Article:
• Finally, let’s consider pastors.  Jesus is our Prophet, Priest, and King.  Pastors (“elders”) in the church reflect this.  Prophets shepherd the flock in that they teach sound doctrine, warn against false doctrine, call people to repentance both publicly and privately.  These pastors love doctrine, theology, apologetics, preaching, teaching, etc.  Priests shepherd the flock in that they comfort the hurting, give biblical counsel, and extend mercy and grace to those who are in need.  These pastors lead community groups, meet one-on-one with people, visit the sick in the hospital, etc.  Kings shepherd the flock in that they organize, select leaders, delegate, and create and oversee policies.  These pastors love administrative duties, job descriptions, performance reviews, handling finances, meetings, etc.  Some people may consider the prophets unloving because they point out sin and do it from the pulpit.  Some say the priests are not truthful enough because they give practical biblical wisdom over a cup of coffee.  Some argue that the kings are unloving because they focus too much on policies and finances instead of people.  Prophets want to protect the flock from error in belief and behavior.  Priests want to protect the flock from doubt and depression.  Kings want to protect the flock by making sure that the church is above reproach with finances, personnel, and policies.  Different pastors have different roles, and true pastors who follow Jesus, though not perfect, do what they do because they love God’s people.  It simply looks differently for different pastors in different roles.

That’s a lot.  Thanks for reading.  For more on this, and to hear from men who are older and wiser than I am, I would recommend this article by Piper as well as this conference message by Driscoll.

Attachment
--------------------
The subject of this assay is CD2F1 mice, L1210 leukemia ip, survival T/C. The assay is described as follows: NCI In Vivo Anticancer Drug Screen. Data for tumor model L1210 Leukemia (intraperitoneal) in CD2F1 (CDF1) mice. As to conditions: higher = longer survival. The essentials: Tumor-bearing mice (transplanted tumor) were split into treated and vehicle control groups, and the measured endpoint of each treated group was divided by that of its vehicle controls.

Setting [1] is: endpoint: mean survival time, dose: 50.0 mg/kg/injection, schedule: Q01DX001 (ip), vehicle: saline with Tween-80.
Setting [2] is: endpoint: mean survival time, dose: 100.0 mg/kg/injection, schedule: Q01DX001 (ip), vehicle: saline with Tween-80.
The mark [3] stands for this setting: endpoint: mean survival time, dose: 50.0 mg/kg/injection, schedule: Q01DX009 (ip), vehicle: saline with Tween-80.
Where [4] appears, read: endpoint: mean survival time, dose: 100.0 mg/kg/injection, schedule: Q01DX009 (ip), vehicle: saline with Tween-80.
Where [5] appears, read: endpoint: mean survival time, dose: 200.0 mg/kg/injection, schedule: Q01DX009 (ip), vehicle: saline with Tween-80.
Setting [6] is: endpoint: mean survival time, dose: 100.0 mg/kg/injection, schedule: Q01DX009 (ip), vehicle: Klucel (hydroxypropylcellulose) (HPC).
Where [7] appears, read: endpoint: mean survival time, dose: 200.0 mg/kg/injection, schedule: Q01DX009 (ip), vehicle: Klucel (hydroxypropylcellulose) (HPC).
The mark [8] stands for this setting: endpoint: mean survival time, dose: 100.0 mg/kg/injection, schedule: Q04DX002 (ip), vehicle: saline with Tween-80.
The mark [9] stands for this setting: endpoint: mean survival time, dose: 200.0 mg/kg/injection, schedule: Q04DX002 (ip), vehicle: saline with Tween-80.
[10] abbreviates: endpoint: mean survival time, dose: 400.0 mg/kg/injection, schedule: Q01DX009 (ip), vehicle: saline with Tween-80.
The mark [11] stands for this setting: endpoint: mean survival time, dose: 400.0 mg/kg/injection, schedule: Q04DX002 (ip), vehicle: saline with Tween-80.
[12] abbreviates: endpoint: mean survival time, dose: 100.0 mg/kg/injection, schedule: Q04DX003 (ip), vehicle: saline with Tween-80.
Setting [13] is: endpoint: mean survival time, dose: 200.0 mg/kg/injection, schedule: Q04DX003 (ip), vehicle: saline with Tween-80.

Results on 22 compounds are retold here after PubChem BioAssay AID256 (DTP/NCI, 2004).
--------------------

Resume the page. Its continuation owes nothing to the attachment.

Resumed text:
Pitfalls in Communication: Differing Interpretive Filters

Part 2 of a 6 part series. View series intro and index.

Cultural (Environmental) Filters
Everyone has their own culture.  Culture is a shared system of values, beliefs, attitudes, and norms.  Culture is not simply an ethnicity thing.  It’s not just “Irish” culture and “Indian” culture and “South African” culture.

I grew up in Omaha.  People from South Omaha (like me) have a different culture than people from North Omaha or West Omaha or Downtown Omaha.  Neighbors living on the same block can have completely different cultures.  “Come on over,” for one family means the door is literally always unlocked.  “Come on over,” for another family means, “Call before you come.”

We tend to communicate the way our culture has conditioned us to communicate.  This means we view time, relationships, contexts, privacy, and methods of communication (that is, direct or indirect) differently than other cultures.  When we talk to people using words or concepts about our particular values (that even might be ambiguous to someone in a different culture), we must be extremely intentional to define what we our meaning is.

Gender Filters
Let’s be honest here.  Men and women are different.  I’ve long said, “Men might not be from Venus, and women might not be from Mars, but they certainly could be from opposite sides of the earth.”  Now communicative rules concerning gender aren’t without exception, but for the most part, you know what I mean.  I won’t go into specifics because I don’t want to get an email that says, “That’s untrue!  We aren’t like that!” and then I get railed on.  (By the way, an email like that — from a man or a woman — might just prove my point.)

Nevertheless, when men and women communicate, whether in marriage, in a family, as friends, or in a work relationship, we must have it on the forefront of our minds that we are different from each other.  Men and women are created equal — no question about it.  But anyone who says we are the same has some serious issues.